Yesterday I reported on what I described as the rise in nonreligious marriages in Ireland since 2016.
That is a fair description when you look at the percentages, as religious marriages have dropped from 67.4% to 56.7%, and nonreligious marriages have risen from 32.6% to 43.3%.
However, when you look at the actual figures rather than the percentages, it is more accurate to describe the trend as a 5-year drop in religious marriages.
Nonreligious marriages have risen from 7,025 in 2016 to 7,449 in 2021 (a rise of 424) while religious marriages have dropped from 14,545 in 2016 to 9,768 in 2021 (a drop of 4,777).
Why is this? Firstly, the overall number of marriages was steadily declining, by about 240 a year between 2016 and 2019.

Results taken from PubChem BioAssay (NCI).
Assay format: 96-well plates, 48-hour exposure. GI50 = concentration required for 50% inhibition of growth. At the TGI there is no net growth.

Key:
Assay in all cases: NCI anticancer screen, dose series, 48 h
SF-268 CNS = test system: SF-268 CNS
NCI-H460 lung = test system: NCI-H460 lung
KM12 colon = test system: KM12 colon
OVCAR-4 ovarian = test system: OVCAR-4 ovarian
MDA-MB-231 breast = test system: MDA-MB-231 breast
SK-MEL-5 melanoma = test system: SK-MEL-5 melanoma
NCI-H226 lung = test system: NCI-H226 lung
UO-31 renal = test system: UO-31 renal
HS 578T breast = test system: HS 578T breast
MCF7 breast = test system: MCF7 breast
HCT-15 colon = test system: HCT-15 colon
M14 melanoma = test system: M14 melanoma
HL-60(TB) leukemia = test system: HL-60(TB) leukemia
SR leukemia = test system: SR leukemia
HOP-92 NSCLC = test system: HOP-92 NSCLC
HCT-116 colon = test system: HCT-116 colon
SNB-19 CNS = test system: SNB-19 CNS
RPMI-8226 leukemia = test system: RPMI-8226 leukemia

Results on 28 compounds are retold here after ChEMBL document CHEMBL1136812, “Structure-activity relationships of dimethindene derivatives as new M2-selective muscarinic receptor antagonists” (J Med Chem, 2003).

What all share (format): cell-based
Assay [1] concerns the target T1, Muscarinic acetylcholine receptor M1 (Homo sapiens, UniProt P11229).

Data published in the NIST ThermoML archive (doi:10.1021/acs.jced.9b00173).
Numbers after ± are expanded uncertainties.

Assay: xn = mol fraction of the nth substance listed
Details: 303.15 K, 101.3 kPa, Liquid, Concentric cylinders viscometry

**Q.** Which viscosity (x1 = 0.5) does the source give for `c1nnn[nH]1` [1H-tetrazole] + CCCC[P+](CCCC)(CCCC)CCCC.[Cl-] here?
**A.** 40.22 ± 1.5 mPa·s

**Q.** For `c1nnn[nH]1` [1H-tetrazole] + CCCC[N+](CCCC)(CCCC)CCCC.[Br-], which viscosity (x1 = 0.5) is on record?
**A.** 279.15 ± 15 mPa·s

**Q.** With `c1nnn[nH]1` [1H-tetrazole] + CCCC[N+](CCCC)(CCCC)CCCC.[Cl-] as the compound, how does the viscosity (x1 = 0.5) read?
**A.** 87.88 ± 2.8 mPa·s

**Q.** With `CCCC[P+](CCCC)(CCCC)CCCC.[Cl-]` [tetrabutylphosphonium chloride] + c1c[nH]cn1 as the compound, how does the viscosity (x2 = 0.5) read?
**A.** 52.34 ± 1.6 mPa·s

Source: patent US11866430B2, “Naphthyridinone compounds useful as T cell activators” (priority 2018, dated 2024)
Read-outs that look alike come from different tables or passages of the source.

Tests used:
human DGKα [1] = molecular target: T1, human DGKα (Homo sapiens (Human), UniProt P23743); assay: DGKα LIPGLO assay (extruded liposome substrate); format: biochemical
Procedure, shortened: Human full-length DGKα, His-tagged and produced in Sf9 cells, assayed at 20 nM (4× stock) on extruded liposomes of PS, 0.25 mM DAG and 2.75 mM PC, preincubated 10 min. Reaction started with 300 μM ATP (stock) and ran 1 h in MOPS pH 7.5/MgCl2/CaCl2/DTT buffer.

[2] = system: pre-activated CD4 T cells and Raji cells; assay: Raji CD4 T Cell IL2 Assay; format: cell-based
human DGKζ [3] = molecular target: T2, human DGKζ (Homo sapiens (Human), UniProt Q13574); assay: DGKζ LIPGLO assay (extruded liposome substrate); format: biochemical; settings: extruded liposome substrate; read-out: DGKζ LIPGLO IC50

The overall number of marriages then dropped by half in 2020 because of Covid, and has recovered somewhat during 2021 as Covid eased off.
For whatever reason, these downward trends have affected religious marriages more than nonreligious marriages.
This again shows the need for the State to remove the privilege it gives to the Catholic Church in running Irish schools and hospitals, and to Christianity generally in the religious oaths in our Constitution and in our charities and civil registration laws.
Ireland is no longer a Catholic country. We are now a pluralist country gradually dismantling Catholic privilege in our laws.